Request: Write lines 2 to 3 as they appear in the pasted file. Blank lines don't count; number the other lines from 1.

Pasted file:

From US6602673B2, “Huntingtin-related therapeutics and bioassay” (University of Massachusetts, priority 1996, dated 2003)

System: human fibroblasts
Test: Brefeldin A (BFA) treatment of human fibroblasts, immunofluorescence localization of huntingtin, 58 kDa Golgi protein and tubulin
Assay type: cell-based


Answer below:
System: human fibroblasts
Test: Brefeldin A (BFA) treatment of human fibroblasts, immunofluorescence localization of huntingtin, 58 kDa Golgi protein and tubulin